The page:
The progress Qatar made in promoting workers’ welfare and workers’ rights on the eve of hosting the 2022 FIFA World Cup was praised at a seminar on the sidelines of the Geneva International Labor Conference.
In the run-up to the FIFA World Cup, a new minimum wage law has raised wages for 280,000 workers and introduced a law on working in high temperatures. Employment reforms also include new provisions on overtime pay, layoffs and conditions for hiring domestic workers, the establishment of 14 new Qatar visa centers in several countries of origin, and the establishment of joint committees to facilitate worker participation in enterprises.
Qatar Minister of Manpower HE Dr. Ali bin Samih Al Marie, who was elected Vice President of the International Labor Conference in May, hosted an event organized to showcase reforms. Representatives from the International Labor Organization (ILO), the International Confederation of Trade Unions (ITUC) and the International Employers’ Organization (IOE) commended Qatar’s efforts to modernize its labor laws.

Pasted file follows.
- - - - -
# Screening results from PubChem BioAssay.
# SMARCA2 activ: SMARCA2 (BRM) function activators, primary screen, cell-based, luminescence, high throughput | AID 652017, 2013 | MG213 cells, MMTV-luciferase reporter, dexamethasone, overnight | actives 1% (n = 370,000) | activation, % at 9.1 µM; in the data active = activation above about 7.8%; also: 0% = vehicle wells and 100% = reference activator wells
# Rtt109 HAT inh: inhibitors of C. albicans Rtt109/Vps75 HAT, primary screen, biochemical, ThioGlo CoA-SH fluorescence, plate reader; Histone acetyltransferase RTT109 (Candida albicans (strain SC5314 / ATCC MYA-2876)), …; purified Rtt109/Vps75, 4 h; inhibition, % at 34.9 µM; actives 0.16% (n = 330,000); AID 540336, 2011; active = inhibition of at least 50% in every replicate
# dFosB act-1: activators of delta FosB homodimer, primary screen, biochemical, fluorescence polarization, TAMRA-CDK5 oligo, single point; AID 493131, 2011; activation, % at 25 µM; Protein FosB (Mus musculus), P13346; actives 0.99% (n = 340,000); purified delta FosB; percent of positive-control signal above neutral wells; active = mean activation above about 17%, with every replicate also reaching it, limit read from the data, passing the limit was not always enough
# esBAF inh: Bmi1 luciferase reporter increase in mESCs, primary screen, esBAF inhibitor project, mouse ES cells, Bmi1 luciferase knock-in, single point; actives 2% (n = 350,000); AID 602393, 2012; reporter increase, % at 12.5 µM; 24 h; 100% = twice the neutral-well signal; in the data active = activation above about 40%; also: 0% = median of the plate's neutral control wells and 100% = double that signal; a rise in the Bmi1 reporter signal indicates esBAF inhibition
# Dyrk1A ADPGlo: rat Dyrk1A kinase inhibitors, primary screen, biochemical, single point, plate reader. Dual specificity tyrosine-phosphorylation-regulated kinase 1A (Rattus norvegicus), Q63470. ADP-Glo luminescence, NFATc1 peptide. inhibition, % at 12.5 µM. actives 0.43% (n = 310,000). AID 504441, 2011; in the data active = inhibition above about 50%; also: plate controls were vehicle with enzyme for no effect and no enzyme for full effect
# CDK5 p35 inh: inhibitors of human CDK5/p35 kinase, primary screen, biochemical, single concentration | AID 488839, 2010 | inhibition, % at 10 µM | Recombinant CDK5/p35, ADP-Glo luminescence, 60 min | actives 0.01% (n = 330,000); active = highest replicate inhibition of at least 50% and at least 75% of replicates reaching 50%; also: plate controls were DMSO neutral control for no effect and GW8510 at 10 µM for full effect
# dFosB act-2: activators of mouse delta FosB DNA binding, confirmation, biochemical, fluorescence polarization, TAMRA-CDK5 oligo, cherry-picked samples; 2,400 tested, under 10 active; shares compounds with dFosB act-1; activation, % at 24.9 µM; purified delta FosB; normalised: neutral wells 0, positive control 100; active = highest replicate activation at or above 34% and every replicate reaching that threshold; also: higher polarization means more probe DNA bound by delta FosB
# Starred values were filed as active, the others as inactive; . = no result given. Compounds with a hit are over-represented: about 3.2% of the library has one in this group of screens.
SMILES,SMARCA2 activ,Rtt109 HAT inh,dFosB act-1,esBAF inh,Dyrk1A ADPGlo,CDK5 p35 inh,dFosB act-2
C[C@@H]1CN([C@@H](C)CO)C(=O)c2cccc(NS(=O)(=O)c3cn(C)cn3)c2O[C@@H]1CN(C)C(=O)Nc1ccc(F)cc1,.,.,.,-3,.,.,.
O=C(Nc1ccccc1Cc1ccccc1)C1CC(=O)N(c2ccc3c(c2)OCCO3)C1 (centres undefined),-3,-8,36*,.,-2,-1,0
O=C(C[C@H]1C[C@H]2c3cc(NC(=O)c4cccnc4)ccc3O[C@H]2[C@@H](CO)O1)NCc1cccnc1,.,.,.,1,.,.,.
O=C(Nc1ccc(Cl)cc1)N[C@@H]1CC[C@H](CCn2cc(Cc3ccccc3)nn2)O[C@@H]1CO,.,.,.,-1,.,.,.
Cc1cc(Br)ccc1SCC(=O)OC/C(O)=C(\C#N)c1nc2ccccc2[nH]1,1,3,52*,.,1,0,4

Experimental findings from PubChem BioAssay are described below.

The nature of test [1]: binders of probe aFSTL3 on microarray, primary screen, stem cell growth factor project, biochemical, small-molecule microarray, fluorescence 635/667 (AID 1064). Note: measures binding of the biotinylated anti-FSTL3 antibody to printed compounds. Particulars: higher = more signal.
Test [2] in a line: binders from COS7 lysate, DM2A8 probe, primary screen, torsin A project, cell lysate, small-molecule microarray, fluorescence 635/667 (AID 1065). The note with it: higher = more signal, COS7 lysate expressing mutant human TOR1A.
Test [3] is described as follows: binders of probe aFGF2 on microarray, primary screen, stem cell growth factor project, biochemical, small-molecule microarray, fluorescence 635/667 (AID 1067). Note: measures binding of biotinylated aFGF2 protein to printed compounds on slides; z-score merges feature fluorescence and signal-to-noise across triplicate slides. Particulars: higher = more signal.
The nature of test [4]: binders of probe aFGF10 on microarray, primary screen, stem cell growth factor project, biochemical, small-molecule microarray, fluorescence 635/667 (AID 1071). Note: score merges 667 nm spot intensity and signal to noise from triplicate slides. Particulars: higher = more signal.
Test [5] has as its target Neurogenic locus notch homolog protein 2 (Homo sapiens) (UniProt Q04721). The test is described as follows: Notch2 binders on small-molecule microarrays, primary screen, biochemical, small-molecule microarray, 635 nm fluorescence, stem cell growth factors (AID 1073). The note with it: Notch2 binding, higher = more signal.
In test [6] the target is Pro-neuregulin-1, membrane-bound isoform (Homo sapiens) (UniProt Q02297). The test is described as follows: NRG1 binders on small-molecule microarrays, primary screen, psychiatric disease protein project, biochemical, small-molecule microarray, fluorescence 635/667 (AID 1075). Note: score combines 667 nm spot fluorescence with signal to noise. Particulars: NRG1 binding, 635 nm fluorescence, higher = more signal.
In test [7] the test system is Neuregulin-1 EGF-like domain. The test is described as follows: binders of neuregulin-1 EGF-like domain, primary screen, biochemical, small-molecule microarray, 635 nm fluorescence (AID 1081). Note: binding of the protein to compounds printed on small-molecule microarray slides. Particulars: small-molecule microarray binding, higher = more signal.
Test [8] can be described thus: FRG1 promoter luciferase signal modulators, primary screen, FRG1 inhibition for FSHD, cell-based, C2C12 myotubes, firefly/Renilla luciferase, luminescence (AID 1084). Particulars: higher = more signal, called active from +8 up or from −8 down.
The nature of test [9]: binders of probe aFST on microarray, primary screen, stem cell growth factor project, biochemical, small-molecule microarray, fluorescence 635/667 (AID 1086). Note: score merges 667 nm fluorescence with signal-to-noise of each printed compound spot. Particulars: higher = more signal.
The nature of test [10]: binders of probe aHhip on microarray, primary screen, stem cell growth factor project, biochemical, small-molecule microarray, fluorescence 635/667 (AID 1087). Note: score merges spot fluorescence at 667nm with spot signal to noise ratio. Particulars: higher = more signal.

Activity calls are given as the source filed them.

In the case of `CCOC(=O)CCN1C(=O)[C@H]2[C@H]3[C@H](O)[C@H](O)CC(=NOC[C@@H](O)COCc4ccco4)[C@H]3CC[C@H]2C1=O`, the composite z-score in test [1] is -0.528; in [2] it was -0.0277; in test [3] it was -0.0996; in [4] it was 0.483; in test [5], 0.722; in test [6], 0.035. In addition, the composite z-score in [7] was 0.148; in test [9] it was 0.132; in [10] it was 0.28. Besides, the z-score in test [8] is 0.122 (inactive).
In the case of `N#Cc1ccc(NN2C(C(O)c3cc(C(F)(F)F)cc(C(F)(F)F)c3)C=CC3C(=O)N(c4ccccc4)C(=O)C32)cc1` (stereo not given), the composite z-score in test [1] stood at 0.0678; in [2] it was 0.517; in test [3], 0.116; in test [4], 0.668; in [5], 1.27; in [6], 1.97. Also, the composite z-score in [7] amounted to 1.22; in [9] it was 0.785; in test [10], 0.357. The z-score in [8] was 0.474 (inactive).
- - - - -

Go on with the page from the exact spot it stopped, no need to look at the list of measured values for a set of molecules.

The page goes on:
ITUC Secretary General Sharan Barrow, who was initially a vocal critic of Qatar’s labor system, said workers could now achieve justice in Qatar. “The reform of Qatar’s labor laws is extraordinary,” he said. “Labor laws aren’t just deals, they’re in the law and there’s a compliance system, the labor courts.”
“The modern kafala slavery system is dead, there are labor laws, there is progress, even domestic workers are not discriminated against in this country.”
Musa Umaru, Deputy Director General of the ILO for Field Operations and Partnerships, said the modernization of labor laws has improved working conditions in Qatar. “We want the progress made in labor market reform after the World Cup to present a positive image for Qatar,” he said.
Roberto Suarez Santos, Secretary General of the IOE, added: “The country of Qatar has opened the horizon for dialogue with international organizations and international partners, which has helped build mutual trust.